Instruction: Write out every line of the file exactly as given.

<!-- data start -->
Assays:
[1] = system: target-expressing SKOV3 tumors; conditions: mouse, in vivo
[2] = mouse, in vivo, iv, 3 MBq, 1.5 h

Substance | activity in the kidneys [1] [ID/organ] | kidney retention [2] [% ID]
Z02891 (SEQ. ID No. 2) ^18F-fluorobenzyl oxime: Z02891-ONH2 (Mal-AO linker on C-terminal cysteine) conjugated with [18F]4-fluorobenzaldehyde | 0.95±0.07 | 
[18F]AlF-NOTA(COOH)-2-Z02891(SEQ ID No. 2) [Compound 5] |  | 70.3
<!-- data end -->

Assays:
[1] = system: target-expressing SKOV3 tumors; conditions: mouse, in vivo
[2] = mouse, in vivo, iv, 3 MBq, 1.5 h

Substance | activity in the kidneys [1] [ID/organ] | kidney retention [2] [% ID]
Z02891 (SEQ. ID No. 2) ^18F-fluorobenzyl oxime: Z02891-ONH2 (Mal-AO linker on C-terminal cysteine) conjugated with [18F]4-fluorobenzaldehyde | 0.95±0.07 | 
[18F]AlF-NOTA(COOH)-2-Z02891(SEQ ID No. 2) [Compound 5] |  | 70.3